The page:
As a medium, the Internet neither helps nor harms in multiple sclerosis care - what matters is how clinicians and patients engage in that medium, according to Paul Wicks, PhD, vice president of innovation at PatientsLikeMe.
As a medium, the internet neither helps nor harms in multiple sclerosis (MS) care — what matters is how clinicians and patients engage in that medium, according to Paul Wicks, PhD, vice president of innovation at PatientsLikeMe.
His company is a Patient Powered Research Network, which are becoming increasingly common, he explained during his session at the 2014 ACTRIMS-ECTRIMS Joint Meeting in Boston, Massachusetts.
“What [these networks] signify is a move from the internet being full of stories to being full of data,” he explained.
What percentage of all MS patients are actually listened to and taken seriously, Wicks wondered. How much real-time data is being tracked on these individuals? If a smartphone app like Angry Birds or Candy Crush crashes, a bug report is immediately sent to the developer to help prevent the issue from happening again, and Wicks asserted that this system is better than the one in place in healthcare.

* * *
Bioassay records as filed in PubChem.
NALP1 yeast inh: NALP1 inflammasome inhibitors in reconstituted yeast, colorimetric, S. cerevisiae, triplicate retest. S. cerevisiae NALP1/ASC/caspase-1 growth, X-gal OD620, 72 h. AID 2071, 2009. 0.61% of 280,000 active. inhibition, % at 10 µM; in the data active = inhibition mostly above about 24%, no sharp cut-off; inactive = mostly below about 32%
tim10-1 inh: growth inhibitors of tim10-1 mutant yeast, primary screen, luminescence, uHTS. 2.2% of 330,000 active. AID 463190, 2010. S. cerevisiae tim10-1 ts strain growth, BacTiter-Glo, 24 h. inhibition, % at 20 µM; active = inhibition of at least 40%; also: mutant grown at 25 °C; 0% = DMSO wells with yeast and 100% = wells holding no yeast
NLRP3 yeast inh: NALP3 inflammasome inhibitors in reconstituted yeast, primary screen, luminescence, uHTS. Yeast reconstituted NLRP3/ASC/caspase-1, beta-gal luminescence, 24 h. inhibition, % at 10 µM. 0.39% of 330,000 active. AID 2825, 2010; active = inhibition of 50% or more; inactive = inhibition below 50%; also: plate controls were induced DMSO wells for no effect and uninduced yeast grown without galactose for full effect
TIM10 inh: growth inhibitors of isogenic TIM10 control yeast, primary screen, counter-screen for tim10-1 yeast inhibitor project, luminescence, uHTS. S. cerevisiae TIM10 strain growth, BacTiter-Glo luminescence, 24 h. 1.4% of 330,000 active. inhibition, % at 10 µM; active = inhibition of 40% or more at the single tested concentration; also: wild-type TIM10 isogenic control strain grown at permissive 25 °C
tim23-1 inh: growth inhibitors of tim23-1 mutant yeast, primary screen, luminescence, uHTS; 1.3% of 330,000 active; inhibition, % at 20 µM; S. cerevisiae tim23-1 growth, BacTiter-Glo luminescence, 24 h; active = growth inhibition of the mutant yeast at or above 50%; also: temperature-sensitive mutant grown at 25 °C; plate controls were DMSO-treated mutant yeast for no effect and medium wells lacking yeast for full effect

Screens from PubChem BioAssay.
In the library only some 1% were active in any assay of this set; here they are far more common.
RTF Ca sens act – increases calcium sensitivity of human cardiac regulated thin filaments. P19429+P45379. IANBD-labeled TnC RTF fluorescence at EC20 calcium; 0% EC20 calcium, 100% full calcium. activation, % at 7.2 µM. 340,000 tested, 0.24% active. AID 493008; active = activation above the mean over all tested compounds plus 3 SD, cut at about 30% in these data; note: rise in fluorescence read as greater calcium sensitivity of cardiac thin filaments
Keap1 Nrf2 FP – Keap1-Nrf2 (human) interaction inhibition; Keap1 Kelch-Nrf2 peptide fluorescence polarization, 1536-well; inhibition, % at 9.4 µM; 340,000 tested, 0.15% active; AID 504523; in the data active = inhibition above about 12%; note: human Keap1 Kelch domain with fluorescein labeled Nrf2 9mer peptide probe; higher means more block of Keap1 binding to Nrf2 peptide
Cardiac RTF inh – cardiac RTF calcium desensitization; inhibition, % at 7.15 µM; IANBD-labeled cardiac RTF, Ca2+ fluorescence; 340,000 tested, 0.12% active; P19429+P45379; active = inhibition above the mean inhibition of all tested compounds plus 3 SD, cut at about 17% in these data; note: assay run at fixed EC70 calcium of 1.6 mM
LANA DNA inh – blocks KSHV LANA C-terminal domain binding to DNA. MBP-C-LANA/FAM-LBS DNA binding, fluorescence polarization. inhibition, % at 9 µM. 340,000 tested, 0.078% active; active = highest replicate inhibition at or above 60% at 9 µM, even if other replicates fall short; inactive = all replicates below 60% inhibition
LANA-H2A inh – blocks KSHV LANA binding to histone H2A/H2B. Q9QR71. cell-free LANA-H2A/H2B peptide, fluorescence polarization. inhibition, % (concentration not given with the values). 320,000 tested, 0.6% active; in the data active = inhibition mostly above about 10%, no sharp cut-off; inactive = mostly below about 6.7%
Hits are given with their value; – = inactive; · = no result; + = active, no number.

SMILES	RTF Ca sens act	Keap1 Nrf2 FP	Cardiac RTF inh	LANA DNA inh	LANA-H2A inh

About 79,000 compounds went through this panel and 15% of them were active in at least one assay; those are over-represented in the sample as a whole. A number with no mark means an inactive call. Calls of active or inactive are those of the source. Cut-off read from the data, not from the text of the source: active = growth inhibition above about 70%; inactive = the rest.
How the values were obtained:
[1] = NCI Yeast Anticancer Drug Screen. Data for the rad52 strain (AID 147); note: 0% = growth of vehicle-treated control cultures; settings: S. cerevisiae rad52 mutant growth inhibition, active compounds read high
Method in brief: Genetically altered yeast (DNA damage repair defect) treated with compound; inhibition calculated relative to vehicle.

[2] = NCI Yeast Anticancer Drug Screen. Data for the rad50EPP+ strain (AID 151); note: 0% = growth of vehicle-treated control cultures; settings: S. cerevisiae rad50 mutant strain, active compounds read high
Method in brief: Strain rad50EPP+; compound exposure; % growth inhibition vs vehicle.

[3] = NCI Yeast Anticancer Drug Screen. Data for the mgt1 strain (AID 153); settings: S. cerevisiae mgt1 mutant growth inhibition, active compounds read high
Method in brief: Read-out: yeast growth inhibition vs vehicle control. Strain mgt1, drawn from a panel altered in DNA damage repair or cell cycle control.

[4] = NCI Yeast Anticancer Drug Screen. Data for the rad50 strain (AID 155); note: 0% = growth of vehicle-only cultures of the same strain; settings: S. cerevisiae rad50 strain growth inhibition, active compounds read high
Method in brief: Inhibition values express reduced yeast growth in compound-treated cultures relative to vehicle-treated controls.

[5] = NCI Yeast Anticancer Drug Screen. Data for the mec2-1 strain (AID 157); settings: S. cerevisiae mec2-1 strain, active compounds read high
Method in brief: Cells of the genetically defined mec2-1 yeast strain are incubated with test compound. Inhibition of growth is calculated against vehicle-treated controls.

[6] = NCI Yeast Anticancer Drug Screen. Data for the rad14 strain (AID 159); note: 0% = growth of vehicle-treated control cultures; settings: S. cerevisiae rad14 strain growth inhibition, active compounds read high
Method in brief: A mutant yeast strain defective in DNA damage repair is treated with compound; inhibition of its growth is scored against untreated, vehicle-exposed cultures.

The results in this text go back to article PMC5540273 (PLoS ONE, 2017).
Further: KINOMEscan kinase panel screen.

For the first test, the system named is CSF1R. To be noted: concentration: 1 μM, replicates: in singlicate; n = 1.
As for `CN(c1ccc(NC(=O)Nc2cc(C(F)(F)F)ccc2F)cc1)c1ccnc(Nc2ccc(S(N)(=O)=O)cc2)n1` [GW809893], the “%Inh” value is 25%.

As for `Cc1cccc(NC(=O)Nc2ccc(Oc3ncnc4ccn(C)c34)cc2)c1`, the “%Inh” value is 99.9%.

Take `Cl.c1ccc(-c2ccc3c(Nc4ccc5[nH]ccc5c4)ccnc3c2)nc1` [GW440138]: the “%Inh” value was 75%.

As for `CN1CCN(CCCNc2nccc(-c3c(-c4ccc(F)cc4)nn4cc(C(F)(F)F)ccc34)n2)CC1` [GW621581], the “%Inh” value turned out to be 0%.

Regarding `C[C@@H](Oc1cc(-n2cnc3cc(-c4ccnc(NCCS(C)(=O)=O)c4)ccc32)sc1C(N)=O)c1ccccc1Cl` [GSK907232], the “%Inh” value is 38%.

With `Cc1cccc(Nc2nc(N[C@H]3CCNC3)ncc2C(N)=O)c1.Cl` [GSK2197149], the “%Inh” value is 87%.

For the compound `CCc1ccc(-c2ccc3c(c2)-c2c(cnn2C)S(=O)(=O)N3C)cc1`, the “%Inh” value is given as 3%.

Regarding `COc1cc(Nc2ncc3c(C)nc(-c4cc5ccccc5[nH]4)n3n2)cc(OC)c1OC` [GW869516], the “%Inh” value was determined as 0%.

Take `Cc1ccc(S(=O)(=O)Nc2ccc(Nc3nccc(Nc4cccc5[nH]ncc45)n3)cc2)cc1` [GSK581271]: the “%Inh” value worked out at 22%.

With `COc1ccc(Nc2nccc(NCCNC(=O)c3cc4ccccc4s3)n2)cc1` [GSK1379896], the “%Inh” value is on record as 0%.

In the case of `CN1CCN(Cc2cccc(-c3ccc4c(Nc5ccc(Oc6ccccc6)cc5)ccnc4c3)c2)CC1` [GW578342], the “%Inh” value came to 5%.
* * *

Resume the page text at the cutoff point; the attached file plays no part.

“We have better data tracking systems for our video games than for our patients,” he said.
One of the areas that PatientsLikeMe believes getting patient input is important is with patient-reported outcomes. By listening to what they have to say in this area, clinicians can be sure they are measuring things that are important to patients and ensure individuals are no longer just telling stories, but delivering quantifiable data that can be used.
Similar to a social network, users on PatientLikeMe share data about symptom onset, type of condition, and experience with different disease-modifying therapies. The purpose is not to give recommendations to other patients, but for the data from each individual experience to be aggregated and used to the best advantage.
To keep out the so-called “quacks” and frauds, Wicks explained that PatientsLikeMe uses computer security methods to prevent people from logging in with multiple accounts and spamming the site, and relies on the community to flag inappropriate posts. Plus, trained moderators, some of whom are nurses, ensure there is no bullying taking place.
He beseeched people to keep an open mind about the data being shared, although be “not so open minded that our brains fall out.”
“Increasingly, the internet, with its culture of open and sharing, is coming to infect medicine and it’s time we took that and got used to it,” he said.